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Pushing forward to save children’s lives

Every year, up to three million children’s lives are saved because of vaccines. Diseases such as tetanus and diphtheria, previously major killers of children are on the decline because of increased access to immunization for children all over the globe. During his tenure as UNICEF’s executive director from 1980 to 1995, James Grant spear-headed a global movement to reduce child mortality. His visionary efforts focused on evidence-based, high-impact methods for reducing childhood deaths. They helped catalyze an effort to end childhood deaths championed by governments, in global compacts like the Millennium Development Goals, and through philanthropic efforts like those of the Bill & Melinda Gates Foundation.

Identified as one of the most effective interventions, immunizations have been the cornerstone of global efforts to reduce child mortality. Through the enterprising work of Gavi, the Vaccines Alliance, and other actors working to end vaccine-preventable illnesses, child mortality has declined from 12.7 million deaths per year in 1990 to 5.9 million in 2015. While this shows a remarkable decline, the number of childhood deaths is still unacceptably high.

Improved access to immunizations by more children will play a critical role in reducing child mortality rates. From the onset of this millennium, with the Millennium Development Goals ratified and Gavi, the Vaccine Alliance, launched, the number of children immunized rose consistently until around 2010, when progress seemed to level off. Since then, the number of children reached with a basic package of vaccines has hovered around 80 percent, with stagnant growth. The bulk of the children unreached are largely the poorest and most marginalized and those living in conflict-affected, unstable, or remote areas.

The efforts made to date to roll out immunization services to children around the world are laudable. But, progress doesn’t equal a job completed. We need to push harder and further to reach those children that have been left behind. Everyone has a role to play in ensuring that children don’t die from vaccine-preventable diseases.

Recommendations

We recommend the following actions to ensure that all children are reached with immunization services.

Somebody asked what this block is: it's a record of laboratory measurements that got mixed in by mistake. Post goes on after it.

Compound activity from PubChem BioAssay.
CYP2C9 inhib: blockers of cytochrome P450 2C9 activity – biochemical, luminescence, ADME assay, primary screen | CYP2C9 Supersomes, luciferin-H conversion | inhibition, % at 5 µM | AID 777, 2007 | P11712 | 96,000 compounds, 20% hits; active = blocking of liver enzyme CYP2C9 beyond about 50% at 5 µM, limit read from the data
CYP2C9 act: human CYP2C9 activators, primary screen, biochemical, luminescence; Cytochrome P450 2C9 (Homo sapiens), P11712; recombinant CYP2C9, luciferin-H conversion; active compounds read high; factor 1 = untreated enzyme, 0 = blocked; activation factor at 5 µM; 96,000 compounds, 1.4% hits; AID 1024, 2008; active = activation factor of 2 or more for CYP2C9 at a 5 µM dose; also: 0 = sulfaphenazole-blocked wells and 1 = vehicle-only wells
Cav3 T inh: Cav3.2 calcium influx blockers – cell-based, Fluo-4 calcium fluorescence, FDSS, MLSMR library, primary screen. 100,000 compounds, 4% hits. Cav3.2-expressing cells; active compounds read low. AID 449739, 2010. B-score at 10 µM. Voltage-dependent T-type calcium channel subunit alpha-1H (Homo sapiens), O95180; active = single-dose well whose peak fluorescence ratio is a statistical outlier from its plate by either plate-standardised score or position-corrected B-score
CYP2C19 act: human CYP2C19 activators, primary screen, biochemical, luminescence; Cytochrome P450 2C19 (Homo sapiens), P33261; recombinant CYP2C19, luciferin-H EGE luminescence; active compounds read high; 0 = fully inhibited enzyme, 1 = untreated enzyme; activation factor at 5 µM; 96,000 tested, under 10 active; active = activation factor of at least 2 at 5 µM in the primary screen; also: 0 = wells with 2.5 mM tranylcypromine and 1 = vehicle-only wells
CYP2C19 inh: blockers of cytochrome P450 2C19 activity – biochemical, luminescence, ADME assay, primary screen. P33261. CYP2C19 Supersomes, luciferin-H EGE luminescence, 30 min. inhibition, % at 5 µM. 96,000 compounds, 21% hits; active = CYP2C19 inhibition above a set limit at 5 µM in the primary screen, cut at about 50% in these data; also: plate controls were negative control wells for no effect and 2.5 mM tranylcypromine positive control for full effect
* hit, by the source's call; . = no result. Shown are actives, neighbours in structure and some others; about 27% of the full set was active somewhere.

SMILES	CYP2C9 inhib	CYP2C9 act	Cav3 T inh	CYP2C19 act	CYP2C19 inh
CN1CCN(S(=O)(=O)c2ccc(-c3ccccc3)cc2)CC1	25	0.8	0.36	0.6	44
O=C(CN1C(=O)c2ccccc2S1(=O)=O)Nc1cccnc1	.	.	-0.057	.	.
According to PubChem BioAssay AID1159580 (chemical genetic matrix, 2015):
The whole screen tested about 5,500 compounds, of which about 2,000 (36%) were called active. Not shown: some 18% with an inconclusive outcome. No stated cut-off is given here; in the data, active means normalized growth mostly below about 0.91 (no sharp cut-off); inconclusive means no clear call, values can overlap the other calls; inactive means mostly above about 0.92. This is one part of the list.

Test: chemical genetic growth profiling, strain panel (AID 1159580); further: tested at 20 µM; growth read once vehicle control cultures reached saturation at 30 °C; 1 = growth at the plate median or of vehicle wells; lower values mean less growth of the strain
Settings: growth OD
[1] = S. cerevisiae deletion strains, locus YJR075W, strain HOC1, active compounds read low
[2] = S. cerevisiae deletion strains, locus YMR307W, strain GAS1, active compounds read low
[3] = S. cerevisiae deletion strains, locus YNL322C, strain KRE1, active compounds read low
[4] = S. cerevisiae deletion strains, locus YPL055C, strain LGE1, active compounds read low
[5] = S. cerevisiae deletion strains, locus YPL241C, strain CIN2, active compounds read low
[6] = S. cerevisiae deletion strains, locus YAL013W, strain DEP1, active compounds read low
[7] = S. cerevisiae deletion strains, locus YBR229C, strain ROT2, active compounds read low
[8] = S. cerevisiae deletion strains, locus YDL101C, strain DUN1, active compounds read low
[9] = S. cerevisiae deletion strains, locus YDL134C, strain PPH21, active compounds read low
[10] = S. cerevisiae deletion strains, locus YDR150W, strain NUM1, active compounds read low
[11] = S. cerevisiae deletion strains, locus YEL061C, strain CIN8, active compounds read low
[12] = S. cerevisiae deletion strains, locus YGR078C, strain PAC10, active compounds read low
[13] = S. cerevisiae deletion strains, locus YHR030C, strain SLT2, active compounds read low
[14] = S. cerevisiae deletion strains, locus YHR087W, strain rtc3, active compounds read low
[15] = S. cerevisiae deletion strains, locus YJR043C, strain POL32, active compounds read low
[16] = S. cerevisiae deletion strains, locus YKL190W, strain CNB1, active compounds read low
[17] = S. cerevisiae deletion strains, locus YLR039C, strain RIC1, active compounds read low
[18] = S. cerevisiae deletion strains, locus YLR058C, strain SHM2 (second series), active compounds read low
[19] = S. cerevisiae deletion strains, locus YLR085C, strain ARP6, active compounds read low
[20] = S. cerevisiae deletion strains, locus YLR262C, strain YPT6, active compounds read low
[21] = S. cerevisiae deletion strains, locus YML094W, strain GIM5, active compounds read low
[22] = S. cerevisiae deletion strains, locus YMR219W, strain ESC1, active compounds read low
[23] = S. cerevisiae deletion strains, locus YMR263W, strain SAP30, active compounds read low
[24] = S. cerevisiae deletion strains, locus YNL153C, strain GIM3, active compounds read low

For donor governments

  • Fulfill your pledges to Gavi, the Vaccine Alliance.
  • Renew, expand, or make a new pledge to the Global Polio Eradication Initiative during the June 2017 replenishment moment.

For high-burden countries

  • Fulfill the commitments agreed upon in the Global Vaccines Action Plan, the Addis Declaration on Immunization, and in the Abuja Declaration.
  • Expand access to immunization for all children in your country through purchasing adequate immunization supplies and by filling health worker positions, especially those in under-served communities.

For all countries

  • Co-sponsor or ratify the resolution proposed on the Global Vaccines Action Plan on the agenda for this year’s World Health Assembly.

For individuals

  • Exercise the power of your voice! Reach out to your member of Congress, your Member of Parliament, or other elected officials, to express your support for immunization programs and global health funding. To learn more about how to do this, please consider connecting with RESULTS.

Through our collective actions, we can ensure that no child dies unnecessarily from vaccine-preventable illnesses.

Take action for 2017 World Immunization Week

Vaccines prevent many childhood diseases and deaths, yet 1 in 7 children don’t have access to basic immunizations. We call on global stakeholders to invest more in research for new vaccines to fight the most common diseases in developing countries. For this year’s World Immunization Week, let’s come together to make #VaccinesWork for everyone. Join us in taking action this week (April 24–30)!

Learn more.